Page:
Jan­u­a­ry 13, 1731, Haugh­ton, Staf­ford­shire, Eng­land.

De­cem­ber 18, 1789, Wal­sall, West Mid­lands, Eng­land.

Bath Street Bur­i­al Grounds, Wal­sall, West Mid­lands, Eng­land.

Darwall at­tend­ed the Man­ches­ter Gram­mar School, and at age 14, en­tered Brase­nose College at Ox­ford Un­i­ver­si­ty, graduating in 1756.

He was appointed Curate and later Vicar of St. Mat­thew’s Parish in Wal­sall, and lived the rest of his life there. An accomplished amateur musician, he also wrote hymns and poetry, some of which he contributed to the Gentleman’s Magazine.

Darwall wrote many of the tunes for the New Version by Na­hum Tate and Ni­cho­las Bra­dy, but only his music for Psalm 148 is in common use today. It was composed and sung at the inauguration of a new organ at Wal­sall parish church, reported in an 1800 issue of Gentleman’s Magazine:

In Whit week, 1773, some anthems were performed by the Wal­sall singers in the Parish Church. Admittance that day was paid for, and the organ was opened by Dr. Al­cock, of Lich­field, who then declared that it was a good instrument. And on the next Sunday afternoon, it was first played by Mr. Bal­am, our then organist (who was blind, and had been a pupil of the celebrated Stanl­ey). The first psalm was part of the 30th, New Version, Ux­bridge tune; and Mr. Dar­wall, our vicar (who was himself a musical man), preached a sermon from Psalm cl: Praise Him with stringed instruments and organs. In this discourse the preacher, among other things, recommended psalm-tunes in quicker time than was common; as, he said, six verses might be sung in the same space of time that four generally are. After the sermon the entire 150th Psalm, New Version, was sung, to a new tune of the vicar’s composing; and the whole concluded with appropriate prayer and blessing.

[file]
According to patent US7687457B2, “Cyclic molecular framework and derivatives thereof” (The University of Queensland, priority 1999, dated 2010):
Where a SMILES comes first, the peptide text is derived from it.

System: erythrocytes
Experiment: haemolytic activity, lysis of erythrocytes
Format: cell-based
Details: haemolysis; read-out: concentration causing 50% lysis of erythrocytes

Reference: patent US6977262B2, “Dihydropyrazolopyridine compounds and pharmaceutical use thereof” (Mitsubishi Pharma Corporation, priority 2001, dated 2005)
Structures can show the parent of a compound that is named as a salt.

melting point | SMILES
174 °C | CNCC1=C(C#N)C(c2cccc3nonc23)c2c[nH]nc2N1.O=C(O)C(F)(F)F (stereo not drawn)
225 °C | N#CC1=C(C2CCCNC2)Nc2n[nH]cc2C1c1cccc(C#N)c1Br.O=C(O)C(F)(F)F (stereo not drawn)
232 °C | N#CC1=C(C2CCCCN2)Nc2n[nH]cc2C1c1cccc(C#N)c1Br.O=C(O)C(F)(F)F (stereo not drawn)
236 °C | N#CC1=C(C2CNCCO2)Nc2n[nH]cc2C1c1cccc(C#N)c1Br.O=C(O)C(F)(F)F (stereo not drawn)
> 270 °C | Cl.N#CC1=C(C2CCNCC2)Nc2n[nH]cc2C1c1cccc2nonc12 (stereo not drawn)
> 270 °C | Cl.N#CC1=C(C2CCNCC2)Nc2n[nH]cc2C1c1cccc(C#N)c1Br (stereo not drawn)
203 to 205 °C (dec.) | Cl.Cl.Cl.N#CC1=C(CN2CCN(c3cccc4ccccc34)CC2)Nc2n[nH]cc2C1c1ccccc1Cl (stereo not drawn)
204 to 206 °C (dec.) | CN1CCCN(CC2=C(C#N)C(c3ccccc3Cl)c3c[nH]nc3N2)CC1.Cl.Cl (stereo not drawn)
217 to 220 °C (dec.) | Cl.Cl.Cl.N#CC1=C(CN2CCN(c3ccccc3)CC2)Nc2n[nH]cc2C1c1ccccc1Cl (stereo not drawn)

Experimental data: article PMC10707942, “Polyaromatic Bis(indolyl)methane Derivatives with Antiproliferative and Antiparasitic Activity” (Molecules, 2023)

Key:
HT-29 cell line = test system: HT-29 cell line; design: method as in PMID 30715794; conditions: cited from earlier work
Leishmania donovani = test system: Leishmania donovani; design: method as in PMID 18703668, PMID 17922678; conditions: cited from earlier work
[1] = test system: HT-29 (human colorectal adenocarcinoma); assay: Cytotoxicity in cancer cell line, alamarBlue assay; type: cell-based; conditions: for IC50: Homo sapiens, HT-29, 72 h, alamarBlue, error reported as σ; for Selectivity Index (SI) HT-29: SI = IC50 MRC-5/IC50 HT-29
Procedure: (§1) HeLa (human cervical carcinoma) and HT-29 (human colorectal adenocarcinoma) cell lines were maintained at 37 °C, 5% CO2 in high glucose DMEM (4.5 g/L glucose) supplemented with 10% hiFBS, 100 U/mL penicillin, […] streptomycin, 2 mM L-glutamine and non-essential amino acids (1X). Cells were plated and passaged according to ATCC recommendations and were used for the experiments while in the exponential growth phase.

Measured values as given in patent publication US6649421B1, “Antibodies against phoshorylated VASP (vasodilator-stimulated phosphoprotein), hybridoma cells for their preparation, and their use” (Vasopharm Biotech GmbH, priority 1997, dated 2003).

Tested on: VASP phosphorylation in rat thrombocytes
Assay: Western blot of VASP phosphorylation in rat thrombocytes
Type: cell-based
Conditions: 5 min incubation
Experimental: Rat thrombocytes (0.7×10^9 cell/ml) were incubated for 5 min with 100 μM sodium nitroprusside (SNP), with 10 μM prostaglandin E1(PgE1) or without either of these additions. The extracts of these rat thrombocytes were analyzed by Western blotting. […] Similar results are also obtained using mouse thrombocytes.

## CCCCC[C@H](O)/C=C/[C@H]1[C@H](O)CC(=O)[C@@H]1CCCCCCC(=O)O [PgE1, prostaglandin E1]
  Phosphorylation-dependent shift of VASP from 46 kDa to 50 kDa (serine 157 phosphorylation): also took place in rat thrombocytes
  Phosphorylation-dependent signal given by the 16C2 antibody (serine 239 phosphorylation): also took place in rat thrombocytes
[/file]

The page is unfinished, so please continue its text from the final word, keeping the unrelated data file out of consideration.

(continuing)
Lightwood, p. 160

  1. Darwall’s 148th

where to get Darwall’s picture